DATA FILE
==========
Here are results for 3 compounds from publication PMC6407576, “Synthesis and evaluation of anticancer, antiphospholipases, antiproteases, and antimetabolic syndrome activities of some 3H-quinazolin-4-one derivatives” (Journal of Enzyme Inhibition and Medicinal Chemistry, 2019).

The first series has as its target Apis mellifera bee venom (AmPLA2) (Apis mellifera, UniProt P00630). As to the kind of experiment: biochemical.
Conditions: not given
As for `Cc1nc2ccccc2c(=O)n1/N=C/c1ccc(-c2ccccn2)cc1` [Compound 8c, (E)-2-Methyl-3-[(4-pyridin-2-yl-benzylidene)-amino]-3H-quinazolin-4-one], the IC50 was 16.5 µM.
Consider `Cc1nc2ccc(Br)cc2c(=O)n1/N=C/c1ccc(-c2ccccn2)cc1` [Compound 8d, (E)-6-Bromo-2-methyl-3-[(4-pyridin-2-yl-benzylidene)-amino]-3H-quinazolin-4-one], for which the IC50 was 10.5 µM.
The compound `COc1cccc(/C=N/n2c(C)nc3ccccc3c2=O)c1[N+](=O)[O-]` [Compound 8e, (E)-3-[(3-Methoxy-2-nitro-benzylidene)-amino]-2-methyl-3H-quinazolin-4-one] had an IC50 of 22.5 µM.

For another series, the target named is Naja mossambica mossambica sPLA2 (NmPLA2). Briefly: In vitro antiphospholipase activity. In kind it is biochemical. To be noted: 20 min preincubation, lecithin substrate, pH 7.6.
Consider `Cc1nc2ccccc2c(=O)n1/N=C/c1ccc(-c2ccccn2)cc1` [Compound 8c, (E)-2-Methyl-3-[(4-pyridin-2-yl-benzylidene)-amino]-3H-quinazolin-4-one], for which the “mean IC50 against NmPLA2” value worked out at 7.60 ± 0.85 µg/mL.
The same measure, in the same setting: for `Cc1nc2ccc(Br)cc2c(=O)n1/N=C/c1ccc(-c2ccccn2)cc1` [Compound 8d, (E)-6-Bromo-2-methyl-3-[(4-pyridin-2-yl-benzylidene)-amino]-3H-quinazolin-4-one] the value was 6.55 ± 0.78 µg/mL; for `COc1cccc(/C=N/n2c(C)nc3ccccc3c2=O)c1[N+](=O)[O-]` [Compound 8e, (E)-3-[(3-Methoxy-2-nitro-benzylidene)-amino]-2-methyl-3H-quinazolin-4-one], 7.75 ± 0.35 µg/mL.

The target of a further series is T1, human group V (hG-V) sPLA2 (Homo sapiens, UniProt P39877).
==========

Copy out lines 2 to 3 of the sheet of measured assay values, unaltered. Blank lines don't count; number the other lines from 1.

The first series has as its target Apis mellifera bee venom (AmPLA2) (Apis mellifera, UniProt P00630). As to the kind of experiment: biochemical.
Conditions: not given